October 18, 2019

Huge Precipitation Contrasts

Sometimes you just have to be amazed by the precipitation variations in our region.  On the southwest side of the Olympics near Lake Quinault there was 6.78 inches of rain during the past 72 hr.   That is more than Seattle typically gets in a month during mid-winter.  But on the other side of the range, there was only .37 inches in Sequim and .19 inches on the southern side of Lopez Island in the San Juans.   With flow from the southwest, there was huge upslope enhancement on the southwest side of the Olympics and profound rain shadow to its lee. 

To put it another way--- there was 37 times more rainfall on one side compared to the other.

 Puget Sound was also  rainshadowed by the Olympics, with a third to one-half inch.  But as the air rose again on the Cascades, the precipitation increased to 3-4 inches over the same period.

The new GOES-17 satellite provided a full color view of the rainshadow, demonstrating that the there can be sunny skies in its core, while everyone else is under clouds.  No wonder folks retire there. Here is the view at 2:10 PM on Thursday, which is a good illustration.

Weather radar can be used to estimate rainfall, and the total estimated accumulation for roughly the last 3 days, based on the Camano Island radar (below), shows a rain shadow that extends down to Seattle.  There is a huge increase south and west of the city--shows how sharp the boundaries of the rain shadow can be.

One of the most exciting aspect of modern high-resolution weather prediction is that we can predict such extreme precipitation contrasts, as illustrated by the 48h accumulated precipitation ending 5 PM Thursday (below) from the UW ultra-high resolution (4/3 km grid) domain.  Big impact of the Olympics, and if you look closely you can see the effects of Mt. Rainier.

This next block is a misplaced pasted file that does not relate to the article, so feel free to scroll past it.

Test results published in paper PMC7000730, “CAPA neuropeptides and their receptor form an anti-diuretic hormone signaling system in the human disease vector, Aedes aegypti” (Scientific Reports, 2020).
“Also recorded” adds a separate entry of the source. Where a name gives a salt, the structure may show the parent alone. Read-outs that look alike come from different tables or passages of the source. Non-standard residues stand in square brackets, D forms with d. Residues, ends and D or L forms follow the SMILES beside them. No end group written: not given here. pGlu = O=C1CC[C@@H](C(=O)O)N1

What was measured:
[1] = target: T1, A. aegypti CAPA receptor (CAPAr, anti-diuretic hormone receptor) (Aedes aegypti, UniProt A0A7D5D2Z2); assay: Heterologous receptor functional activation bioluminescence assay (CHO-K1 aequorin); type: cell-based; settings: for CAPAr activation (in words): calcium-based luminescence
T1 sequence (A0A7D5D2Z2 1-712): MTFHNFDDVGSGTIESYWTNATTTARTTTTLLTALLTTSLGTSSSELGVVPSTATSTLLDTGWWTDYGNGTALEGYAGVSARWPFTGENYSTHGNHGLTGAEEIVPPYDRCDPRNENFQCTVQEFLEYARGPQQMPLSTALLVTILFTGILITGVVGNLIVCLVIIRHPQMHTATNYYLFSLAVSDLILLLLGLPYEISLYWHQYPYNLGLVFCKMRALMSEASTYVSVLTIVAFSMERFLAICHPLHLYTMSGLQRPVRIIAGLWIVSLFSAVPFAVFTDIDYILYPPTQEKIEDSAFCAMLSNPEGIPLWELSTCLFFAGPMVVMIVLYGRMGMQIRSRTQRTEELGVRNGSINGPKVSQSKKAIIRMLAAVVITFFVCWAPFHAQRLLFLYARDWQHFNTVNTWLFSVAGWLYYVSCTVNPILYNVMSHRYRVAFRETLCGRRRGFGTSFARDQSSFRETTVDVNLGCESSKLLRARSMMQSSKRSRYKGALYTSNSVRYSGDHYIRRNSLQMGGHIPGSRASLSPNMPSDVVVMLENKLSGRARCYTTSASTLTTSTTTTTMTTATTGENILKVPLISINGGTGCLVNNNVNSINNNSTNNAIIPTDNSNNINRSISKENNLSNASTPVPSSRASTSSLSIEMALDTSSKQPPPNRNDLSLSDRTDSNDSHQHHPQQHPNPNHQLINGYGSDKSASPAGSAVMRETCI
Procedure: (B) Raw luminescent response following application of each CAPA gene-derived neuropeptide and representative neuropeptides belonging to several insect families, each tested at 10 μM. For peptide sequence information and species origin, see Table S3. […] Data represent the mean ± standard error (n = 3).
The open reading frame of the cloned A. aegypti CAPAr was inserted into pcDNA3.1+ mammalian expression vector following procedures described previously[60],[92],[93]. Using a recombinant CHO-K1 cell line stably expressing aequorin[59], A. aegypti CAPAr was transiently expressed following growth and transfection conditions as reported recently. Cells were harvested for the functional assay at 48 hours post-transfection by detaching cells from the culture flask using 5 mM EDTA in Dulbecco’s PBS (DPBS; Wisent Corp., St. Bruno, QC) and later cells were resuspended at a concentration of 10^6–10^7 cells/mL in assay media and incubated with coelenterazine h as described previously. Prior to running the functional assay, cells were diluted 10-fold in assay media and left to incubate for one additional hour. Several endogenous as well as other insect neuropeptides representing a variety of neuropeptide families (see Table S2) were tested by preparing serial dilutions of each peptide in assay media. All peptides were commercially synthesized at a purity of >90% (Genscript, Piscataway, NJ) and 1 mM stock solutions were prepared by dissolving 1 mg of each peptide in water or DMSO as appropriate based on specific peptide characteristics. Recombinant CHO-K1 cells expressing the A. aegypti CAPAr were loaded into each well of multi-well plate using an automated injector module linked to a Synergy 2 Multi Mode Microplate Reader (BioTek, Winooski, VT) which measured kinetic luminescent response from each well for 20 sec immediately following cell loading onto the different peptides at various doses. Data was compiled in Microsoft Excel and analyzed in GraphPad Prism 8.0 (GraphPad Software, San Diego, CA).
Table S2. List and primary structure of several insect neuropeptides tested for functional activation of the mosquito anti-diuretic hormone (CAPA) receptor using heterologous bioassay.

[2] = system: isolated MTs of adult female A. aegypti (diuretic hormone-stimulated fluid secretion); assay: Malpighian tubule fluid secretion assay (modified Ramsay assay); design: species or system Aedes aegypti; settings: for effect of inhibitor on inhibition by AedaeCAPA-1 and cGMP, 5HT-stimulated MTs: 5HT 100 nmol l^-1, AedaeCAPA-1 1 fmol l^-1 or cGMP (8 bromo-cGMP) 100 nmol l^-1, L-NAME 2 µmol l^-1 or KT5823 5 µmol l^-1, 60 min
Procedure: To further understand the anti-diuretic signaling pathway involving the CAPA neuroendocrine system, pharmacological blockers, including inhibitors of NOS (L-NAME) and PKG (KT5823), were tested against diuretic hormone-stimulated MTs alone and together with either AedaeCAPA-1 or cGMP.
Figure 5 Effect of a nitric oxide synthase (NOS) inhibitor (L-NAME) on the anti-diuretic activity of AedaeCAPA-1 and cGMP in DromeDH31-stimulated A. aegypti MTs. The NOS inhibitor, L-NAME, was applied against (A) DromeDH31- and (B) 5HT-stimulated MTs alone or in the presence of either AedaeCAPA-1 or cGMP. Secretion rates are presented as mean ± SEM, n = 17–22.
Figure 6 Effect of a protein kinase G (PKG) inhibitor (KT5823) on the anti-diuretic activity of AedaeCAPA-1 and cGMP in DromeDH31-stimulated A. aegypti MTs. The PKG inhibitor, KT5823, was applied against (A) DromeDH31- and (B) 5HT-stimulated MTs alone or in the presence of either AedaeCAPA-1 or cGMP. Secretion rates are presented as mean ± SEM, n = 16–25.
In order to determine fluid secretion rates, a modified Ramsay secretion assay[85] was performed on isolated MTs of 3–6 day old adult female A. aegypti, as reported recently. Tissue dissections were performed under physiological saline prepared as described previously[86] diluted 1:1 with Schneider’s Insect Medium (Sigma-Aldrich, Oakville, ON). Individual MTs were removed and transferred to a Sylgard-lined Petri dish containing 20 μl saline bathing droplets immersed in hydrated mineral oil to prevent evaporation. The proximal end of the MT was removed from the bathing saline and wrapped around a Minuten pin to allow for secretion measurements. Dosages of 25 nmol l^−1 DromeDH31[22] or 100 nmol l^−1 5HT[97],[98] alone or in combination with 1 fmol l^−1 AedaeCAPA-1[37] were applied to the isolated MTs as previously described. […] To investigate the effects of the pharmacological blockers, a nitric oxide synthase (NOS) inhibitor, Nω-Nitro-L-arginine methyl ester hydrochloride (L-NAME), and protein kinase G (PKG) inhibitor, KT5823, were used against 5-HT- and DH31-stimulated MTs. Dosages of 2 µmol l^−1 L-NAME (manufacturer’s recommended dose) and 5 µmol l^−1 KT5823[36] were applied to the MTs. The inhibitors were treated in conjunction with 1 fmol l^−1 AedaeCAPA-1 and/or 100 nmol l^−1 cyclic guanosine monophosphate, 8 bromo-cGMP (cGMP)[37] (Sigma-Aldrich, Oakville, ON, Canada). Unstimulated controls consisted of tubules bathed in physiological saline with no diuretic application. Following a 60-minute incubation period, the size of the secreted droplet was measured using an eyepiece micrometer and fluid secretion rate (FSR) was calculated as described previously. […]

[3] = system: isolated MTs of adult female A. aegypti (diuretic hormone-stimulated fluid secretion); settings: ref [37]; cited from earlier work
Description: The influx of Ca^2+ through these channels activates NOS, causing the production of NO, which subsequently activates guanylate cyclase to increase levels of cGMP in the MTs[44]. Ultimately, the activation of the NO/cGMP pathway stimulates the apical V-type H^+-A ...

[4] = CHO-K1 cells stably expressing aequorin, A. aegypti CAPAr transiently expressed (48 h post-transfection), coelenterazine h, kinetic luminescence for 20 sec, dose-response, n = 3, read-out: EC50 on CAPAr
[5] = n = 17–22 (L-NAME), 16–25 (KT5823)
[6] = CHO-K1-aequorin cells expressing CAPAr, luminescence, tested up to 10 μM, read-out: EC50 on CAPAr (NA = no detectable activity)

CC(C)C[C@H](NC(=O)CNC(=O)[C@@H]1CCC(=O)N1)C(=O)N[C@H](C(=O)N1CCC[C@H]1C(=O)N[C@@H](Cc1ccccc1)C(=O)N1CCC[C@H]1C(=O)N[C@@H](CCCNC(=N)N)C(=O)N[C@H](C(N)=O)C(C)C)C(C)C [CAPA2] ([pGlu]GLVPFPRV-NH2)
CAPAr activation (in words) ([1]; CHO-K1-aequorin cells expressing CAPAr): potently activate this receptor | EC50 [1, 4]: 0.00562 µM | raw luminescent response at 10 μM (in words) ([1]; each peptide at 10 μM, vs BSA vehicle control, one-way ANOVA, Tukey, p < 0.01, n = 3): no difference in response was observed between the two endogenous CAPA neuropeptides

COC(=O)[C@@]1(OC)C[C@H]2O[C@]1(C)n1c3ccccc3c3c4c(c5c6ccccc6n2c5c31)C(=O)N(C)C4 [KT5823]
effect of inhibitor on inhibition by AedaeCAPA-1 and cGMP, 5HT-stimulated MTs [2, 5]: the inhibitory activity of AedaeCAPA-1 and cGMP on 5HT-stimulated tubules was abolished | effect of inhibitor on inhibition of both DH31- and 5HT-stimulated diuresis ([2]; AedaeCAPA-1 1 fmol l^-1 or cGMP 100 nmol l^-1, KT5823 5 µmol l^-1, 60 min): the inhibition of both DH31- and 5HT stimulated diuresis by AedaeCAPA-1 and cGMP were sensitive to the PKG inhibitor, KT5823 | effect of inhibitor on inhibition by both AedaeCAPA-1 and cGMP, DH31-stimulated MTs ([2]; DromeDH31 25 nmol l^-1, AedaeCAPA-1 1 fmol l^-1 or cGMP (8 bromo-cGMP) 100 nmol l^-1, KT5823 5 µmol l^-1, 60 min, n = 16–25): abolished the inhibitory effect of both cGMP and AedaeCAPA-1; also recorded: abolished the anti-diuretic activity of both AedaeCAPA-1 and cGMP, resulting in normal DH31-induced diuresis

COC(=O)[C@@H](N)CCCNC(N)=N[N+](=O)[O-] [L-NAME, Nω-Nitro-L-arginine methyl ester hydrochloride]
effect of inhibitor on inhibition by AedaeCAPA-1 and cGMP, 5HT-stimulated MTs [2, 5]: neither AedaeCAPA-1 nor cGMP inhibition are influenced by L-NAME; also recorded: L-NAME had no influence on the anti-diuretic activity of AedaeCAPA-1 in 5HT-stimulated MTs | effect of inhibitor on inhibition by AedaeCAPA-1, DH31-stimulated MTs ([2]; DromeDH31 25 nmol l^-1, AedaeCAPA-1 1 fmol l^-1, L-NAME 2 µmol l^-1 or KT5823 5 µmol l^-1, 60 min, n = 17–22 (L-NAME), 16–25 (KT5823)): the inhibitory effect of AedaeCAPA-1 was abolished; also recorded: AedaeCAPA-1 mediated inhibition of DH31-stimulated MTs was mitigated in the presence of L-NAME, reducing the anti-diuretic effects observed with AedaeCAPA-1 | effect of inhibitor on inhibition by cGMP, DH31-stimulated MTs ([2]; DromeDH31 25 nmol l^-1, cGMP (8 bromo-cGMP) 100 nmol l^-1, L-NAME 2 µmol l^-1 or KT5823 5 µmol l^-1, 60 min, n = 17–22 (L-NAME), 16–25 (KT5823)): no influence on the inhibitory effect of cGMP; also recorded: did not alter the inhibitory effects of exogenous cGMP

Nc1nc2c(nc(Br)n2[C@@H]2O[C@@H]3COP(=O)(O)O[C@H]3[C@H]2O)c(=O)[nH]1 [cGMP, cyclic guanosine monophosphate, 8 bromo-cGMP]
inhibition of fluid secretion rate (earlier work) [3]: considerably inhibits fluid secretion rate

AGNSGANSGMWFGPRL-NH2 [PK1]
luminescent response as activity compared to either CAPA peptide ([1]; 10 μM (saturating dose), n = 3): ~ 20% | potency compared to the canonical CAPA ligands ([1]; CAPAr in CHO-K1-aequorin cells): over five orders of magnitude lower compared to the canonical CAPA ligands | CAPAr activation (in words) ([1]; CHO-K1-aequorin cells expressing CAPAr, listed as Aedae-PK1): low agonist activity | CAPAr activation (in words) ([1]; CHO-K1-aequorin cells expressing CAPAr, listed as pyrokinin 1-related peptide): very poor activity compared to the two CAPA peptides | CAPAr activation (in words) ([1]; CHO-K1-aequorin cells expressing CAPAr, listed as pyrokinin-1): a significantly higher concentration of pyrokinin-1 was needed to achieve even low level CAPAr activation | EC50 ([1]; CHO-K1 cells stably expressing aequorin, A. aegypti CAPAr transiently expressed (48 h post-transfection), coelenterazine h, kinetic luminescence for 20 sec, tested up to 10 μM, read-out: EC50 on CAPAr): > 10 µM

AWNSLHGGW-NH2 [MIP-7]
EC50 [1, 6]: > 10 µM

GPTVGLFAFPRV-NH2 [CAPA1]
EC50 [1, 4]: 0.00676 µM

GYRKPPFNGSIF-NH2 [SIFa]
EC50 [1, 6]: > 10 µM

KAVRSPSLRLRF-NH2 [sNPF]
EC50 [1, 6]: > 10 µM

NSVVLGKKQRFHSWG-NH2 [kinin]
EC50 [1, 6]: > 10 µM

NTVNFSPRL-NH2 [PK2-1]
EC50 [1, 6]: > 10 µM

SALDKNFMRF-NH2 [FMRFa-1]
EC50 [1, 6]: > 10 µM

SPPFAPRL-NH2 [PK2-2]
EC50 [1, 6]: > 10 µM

This weekend we have plenty more rain, but I have some good news--by the end of next week, upper 50s and dry conditions should return. 
Portland Oregon talk.    I will be speaking next Saturday (Oct 26th) in Portland (OMSI) at 9 AM.  My topics?  The Blob and Wildfire Meteorology.  This is the big annual meeting of the Portland Chapter of the American Meteorological Society.  More information here.


  1. Wed AM - 50 8th graders coming to the beaches of Fidalgo Bay for all morning science projects. We had a box of plastic ponchos, plenty of big black garbage bags with scissors, and all the adults brought extra rain gear. Forecast was for a steady downpour. No intent to cancel.

    Sun breaks, stiff breeze, beautiful fall colors, dry as a bone, and just coolish. A fabulous time by all. Thank you Olympic Mtn. shadowing!!!

  2. Is nobody gonna talk about the 9.99 INCHES OF RAIN IN REDMOND?!... uh... eh...

  3. Cliff
    You noticed correctly about the rain shadowing effect of Mt. Rainer, but did you notice the same effect down south made by Mt. Adams? That rain shadowing by Rainer is why Crystal gets less moisture therefore less snow from storms coming in from the W or SW.

  4. What's the 9.99 on the map over Redmond/Woodinville?

  5. Cliff I grew up in Minnesota and I am not sure how you get Thunder and Lightning when it is 46? I Thought it needed to be warm toe get Thunderstorms?

  6. Cliff, I live in Sequim and have a blog with over 2,200 articles. I periodically post on the weather. How can I create a map like your map with the precipitation in specific areas for a specific duration? I can't seem to find such an option on the Internet. Can you direct me to where I could find the data and create my own map? Thanks a million.

    1. I too want to know where to get that map with the precipitation totals!

  7. The Arlington Airport (KAWO)rain gauge is broken...was when you posted this and is not reporting today.


Please make sure your comments are civil. Name calling and personal attacks are not appropriate.

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